It's gratifying to see my Sunday P1 article on the multiplex chains' digital-projection shell game get a reaction of healthy outrage from readers, commenters, and the webcloud. The issue is very simply that consumers -- you can call us moviegoers -- are paying for a base level of film projection quality that we're not even close to getting and that the top dogs at AMC, Regal, and National Amusements truly do not care so long as we keep buying the tubs of popcorn and vats of soda that keep them in the black.
Some readers have asked me if there's any way to find out ahead of time whether they're going into a theater using one of the transgressive Sony 4Ks as opposed to a 35mm print or one of the other digital projectors, like a Christie, Barco, or NEC. It's a good question, and the answer is that your local multiplex wants to confuse you as much as possible. You can tell you're buying a ticket for a digital print by looking at the marquee -- it should have a "D" or "Digital" after the title -- but the marquee won't tell you what theater the movie's playing in, let alone what kind of projector they're using.
And I can pretty much guarantee that the kid punching the ticket machine has no idea. Update: As Phoenix writer Brett Michel informs me, the self-service ticket kiosks in the lobby list the theater nuimber along with the film's title. That should be your first stop.
If the movie's playing in the multiplex's biggest theater, it's a good bet the projector's not a Sony but one of the others. Why? Because Sony digital projectors can only throw a beam of light big enough to effectively illuminate up to a 44-foot screen width, or so AMC's Dan Huerta told me. Screens larger than that have to go with a Christie, as in Theater 14 at the Loews Boston Common, or a Barco, like Theaters 12 and 13 at the Regal Fenway.
That doesn't necessarily mean you're out of the woods as far as errant 3D lens elements left in place during 2D screenings. I've heard that while the 3D device used with the Christie 4K projector is extremely easy to swing out of the way -- no double-secret passwords or "Mission Impossible" countdown clocks like with the Sonys -- the guys in the projection booth STILL aren't taking the time to make the adjustment. Which explains why last week's screening of "The Tree of Life" in Theater 14 at the Common didn't look 100%, even before the pre-show slide projector accidentally went on halfway through the movie. (You see what we're up against here?)
Just for the record, the Boston Common uses Sony 4Ks in Theaters 1, 4, 8, 9, 10, 11, 13, 15, 16, and 18.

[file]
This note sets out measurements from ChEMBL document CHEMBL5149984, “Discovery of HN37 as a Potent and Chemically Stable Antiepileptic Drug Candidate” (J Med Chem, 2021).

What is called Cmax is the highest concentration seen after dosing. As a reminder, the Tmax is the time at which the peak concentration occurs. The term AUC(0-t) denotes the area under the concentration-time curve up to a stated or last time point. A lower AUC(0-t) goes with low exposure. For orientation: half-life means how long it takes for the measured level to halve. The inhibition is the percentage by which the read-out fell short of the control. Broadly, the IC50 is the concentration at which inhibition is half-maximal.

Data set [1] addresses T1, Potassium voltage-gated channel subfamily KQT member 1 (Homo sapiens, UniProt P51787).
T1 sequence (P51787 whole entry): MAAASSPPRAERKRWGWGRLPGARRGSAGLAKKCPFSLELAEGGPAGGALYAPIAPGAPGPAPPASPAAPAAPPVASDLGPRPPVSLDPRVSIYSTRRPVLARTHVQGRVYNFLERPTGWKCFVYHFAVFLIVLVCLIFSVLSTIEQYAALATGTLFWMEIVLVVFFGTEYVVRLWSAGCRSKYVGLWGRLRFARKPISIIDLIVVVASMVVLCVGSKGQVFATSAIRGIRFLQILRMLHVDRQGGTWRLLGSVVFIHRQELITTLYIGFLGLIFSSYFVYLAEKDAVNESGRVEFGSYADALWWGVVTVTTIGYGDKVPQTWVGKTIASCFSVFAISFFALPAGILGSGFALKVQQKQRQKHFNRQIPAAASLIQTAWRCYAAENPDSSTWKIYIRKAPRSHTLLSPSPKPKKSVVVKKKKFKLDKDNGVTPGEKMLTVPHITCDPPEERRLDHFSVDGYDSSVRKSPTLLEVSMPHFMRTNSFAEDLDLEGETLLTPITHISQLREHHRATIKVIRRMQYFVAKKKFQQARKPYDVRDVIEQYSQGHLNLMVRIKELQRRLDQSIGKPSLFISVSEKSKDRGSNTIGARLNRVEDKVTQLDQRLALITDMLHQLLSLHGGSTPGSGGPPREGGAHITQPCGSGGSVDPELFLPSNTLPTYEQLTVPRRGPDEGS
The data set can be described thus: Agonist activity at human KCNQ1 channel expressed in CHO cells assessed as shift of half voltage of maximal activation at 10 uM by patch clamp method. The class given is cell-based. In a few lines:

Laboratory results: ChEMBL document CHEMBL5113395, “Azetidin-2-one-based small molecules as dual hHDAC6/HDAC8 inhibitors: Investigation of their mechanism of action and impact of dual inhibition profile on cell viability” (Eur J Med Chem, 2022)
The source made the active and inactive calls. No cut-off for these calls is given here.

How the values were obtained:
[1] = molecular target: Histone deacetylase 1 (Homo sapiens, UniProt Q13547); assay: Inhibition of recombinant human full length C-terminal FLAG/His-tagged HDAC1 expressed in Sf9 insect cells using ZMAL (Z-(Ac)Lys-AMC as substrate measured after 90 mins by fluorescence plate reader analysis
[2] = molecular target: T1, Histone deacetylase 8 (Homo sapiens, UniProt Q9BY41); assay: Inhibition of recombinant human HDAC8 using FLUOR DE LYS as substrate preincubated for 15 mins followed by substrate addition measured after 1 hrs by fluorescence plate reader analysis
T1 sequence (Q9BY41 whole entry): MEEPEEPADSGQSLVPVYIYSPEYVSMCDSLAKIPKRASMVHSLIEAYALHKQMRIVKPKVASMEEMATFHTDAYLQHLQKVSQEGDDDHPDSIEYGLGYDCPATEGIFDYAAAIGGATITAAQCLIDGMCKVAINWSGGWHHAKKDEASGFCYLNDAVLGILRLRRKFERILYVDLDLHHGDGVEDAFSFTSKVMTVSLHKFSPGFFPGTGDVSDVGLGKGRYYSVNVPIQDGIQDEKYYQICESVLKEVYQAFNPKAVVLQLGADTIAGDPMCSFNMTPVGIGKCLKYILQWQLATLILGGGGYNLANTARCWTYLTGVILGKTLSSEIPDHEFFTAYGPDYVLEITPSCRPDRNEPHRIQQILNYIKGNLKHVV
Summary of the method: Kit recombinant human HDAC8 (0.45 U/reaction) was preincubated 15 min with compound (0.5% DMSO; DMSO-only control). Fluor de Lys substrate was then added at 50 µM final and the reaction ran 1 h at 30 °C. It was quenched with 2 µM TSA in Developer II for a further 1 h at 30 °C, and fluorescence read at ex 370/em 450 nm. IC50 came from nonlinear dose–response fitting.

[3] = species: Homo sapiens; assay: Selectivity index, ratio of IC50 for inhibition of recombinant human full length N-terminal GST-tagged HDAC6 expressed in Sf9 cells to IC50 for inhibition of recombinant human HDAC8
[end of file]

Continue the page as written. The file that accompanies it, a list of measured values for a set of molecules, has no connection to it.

Christies are in 2 and 14, There's a Christie in 14, a special Texas Instruments DLP projector in the "IMAX" theater, #2, and there's 35mm everywhere else. But the whole place is slated to go digital by midsummer, and it'll be mostly Sonys. For what it's worth, I've heard that the one theater in the place that will only show 2D films and thus not have an issue with the 3D lens (because it'll never be put in place) is Theater 16. Not coincidentally, that's where they'll be having most of the screenings for critics.
At the Regal Fenway, there are Sonys in Theaters 1, 3, 5, and 7, Barco 4Ks in 12 and 13, an NEC 4K in Theater 10, and the rest are 35mm.
One thing my article didn't really deal with for space and focus reasons is the projector bulb issue. This affects both 35mm projectors and digital: Theater managers scrimping on expenses by either lowering the intensity of the bulb or leaving it in long past its optimal lifespan. If you're watching a movie and the image is flickering -- and it's not a campfire scene -- that's a projector bulb on its last legs. I'm hearing from a lot of readers about frustratingly low-wattage imagery in many different kinds of theaters, and it's obvious this isn't an isolated phenomenon.
So what can we consumers do? Aside from staying home, and as someone who still cherishes the communal experience of a big-screen movie (or its Aristotelian ideal), I'm not accepting that as an option just yet. But a lot of readers have asked what the best approach to dealing with theater management might be when the presentation isn't up to snuff -- when the basic criteria of proper illumination, focus, framing and sound clarity aren't met. You can sit there, like most people seem to, or you can embark on the arduous trek to find an usher who will radio a manager who will call the projectionist who will maybe check out what's happening while you go back to the theater and wait, often in vain, for the situation to be improved.
If it isn't improved and you're less than a half hour into the film, you can go ask for your money back. At this point, the theater management will try to mollify you by giving you free passes for another movie. That's fine for them, since it guarantees you'll come back and eat more concession junk food, which is the only place the theater makes a profit. Don't give it to them. If the projection really has been substandard, insist loudly and at length on getting your money fully refunded, and take it as high up the tree as you can. Not exactly how you want to spend your Saturday night, but the truth is that the people who run the movie chains are counting on our passive acceptance, and the only way it will ever change is if we actively push back.
About Movie Nation
ContributorsTy Burr is a film critic with The Boston Globe.
Mark Feeney is an arts writer for The Boston Globe.
Janice Page is movies editor for The Boston Globe.
Tom Russo is a regular correspondent for the Movies section and writes a weekly column on DVD releases.
Katie McLeod is Boston.com's features editor.
Rachel Raczka is a producer for Lifestyle and Arts & Entertainment at Boston.com.
Emily Wright is an Arts & Entertainment producer for Boston.com.
Take 2 reviews and podcast
Look for new reviews by Ty Burr and Wesley Morris at the end of each week in multiple formats.